When a nation is presented with the option of growth with the push of a button, it takes that action.
American government, corporations, and banks have taken advantage of this “button” all over the world for many years. They offer money to developing countries who are striving for growth and stability in return for “favours” that range from trade agreements to resource access.
The “end” result for the borrowers is never-ending debt; working even harder to pay back a loan that can never be repaid.
Instead of achieving economic growth – as promised by the lenders – these borrowing nations turn into the puppets of its lenders. They’re no longer working to achieve growth in their own economies, but are rather forced into the growth and profits of its lenders.
Let me explain.
Let’s say you borrowed $100 at 10% so that your business could achieve 15% growth in revenue, with your base revenue being $100. However, your forecast was wrong and your revenues end up growing only 5%, say to $105.
Now you owe an extra 5% for the interest on the loan, or $5, of which you don’t have.
Since you want to keep your business running, you have only two options: Either run out of money, or borrow more.
This is an extremely simplified example of how powerful banks and nations have taken advantage of developing countries all over the world.
But if you think this scheme has only been forced onto developing nations, think again; it’s been forced onto all of us, including the world’s most powerful nation, the United States of America.
America at the Mercy of Debt
The U.S. national debt to GDP is above 100%. That means the nation owes more money than the value of everything it produces in a year.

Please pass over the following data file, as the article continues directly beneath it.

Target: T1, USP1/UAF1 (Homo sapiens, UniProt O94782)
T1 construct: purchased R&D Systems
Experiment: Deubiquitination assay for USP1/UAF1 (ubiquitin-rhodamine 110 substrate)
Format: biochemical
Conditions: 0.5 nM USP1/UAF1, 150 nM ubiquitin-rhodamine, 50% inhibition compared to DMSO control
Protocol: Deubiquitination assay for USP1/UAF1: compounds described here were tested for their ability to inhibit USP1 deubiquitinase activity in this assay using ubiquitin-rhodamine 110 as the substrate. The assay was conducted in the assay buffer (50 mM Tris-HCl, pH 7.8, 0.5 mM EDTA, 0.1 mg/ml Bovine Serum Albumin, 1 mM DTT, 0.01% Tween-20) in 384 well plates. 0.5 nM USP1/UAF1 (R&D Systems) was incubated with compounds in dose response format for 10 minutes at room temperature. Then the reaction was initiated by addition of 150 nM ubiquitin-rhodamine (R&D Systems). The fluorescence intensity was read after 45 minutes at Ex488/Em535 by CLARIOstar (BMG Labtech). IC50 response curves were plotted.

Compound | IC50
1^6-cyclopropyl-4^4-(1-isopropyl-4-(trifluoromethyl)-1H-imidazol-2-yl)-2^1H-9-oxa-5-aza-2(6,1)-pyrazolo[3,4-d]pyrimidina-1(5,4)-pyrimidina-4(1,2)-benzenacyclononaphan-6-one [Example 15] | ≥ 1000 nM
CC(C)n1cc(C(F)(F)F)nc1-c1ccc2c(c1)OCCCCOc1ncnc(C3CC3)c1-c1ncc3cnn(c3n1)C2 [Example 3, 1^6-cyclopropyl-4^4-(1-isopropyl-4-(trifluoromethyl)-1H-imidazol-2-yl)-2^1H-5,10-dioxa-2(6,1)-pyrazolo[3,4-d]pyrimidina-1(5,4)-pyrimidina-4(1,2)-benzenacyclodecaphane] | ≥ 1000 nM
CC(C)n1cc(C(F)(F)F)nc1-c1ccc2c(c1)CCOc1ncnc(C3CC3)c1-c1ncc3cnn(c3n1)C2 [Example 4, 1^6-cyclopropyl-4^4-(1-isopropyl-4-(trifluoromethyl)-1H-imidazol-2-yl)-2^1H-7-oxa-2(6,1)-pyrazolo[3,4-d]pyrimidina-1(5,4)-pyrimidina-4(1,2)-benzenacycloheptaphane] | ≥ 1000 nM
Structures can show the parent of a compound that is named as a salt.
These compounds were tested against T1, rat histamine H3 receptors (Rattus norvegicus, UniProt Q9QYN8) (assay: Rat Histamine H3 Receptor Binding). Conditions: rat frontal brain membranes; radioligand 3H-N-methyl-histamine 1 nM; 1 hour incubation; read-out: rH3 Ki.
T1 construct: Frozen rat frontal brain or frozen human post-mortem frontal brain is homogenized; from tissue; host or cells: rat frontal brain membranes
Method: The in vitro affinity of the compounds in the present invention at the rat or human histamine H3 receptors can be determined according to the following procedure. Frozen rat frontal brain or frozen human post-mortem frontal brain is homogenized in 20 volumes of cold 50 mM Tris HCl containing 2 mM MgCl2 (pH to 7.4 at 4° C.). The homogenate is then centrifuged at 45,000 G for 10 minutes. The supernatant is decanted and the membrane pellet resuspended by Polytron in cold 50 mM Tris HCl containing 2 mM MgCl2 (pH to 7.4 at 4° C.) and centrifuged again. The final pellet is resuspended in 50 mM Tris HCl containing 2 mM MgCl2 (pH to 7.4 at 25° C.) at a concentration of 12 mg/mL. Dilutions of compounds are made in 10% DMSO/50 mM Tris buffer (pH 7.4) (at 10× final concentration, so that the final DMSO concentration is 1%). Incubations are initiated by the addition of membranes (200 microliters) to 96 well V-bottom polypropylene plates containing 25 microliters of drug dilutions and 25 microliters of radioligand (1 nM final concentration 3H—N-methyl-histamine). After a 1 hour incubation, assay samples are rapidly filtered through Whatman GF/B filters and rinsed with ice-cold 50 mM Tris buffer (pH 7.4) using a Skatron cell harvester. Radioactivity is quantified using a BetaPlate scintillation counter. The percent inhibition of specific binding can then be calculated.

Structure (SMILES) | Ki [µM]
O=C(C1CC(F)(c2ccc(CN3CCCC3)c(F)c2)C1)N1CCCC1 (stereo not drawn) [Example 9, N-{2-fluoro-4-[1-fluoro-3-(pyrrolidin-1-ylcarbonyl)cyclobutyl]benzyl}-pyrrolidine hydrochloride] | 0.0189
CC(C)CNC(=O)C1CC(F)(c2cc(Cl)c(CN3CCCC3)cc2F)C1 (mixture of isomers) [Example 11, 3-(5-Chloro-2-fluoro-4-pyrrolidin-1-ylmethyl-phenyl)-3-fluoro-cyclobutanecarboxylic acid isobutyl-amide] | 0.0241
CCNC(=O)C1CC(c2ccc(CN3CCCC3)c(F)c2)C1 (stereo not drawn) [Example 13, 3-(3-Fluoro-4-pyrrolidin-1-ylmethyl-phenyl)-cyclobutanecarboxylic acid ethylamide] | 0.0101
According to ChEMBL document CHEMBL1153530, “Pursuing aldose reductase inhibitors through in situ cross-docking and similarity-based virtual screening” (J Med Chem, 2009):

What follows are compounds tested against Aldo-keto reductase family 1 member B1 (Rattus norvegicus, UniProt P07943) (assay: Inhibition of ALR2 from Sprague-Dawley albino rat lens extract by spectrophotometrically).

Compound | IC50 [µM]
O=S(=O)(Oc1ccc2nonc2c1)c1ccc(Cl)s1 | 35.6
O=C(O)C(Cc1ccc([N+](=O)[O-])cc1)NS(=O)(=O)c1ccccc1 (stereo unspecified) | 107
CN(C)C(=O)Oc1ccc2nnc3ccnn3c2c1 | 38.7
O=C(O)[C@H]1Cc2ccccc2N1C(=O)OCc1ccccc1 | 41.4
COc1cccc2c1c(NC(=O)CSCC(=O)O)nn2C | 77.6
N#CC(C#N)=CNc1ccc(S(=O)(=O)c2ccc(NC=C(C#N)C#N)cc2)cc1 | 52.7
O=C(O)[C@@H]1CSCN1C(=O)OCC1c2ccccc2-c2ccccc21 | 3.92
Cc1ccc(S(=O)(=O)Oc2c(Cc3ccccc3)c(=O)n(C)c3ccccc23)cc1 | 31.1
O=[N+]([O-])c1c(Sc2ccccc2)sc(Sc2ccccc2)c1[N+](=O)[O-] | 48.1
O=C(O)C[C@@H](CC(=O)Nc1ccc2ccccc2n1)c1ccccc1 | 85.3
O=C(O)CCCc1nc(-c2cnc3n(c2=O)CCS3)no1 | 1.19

While this debt burden is due in part by the large deficits incurred to mitigate the effects of the financial crisis, and the poor recovery following the aftermath, we should note that America has been over spending for many years.
The bulk of this overspending started during the early 1970’s when the government started to significantly increase spending without a corresponding increase in tax revenue; a product of the Nixon Shock – a series of economic measures enacted by United States President Richard Nixon in 1971. More importantly, it included unilaterally canceling the direct convertibility of the United States dollar to gold which ended the existing Bretton Woods system of international financial exchange and ushering in the era of freely floating currencies that remains to the present day (see America’s Gold Wiped Out.)
In other words, it represented the move to a fiat currency backed by nothing more than promises (see How the Government Borrows Money.)
As I said earlier, when a nation is given the opportunity to grow with the push of a button, it takes it.
Since America pushed this button in the 1970’s, the reins have yet to be pulled back.
This trend has only gotten worse.
America is now spending significantly more, while bringing in less. Take a look:
Despite the above projections that show revenues and outlays will grow in-synch over the next few years (but still running a heavy deficit), we have to note that most of the increase in deficit spending over the years – and moving forward – can be attributed to increases in Medicare:
I am not going to debate the pros and cons of Obamacare and turn this into a political debate.
If you have comments on Obamacare, you can LEAVE IT HERE.
Borrowing from Peter to Pay Paul
Obama promises cost-savings over the long haul under Obamacare, but that is something that can be seriously debated.
What cannot be debated is that Obamacare is going to cost taxpayers a lot more upfront, which in turn will add to the deficit and the national debt quickly.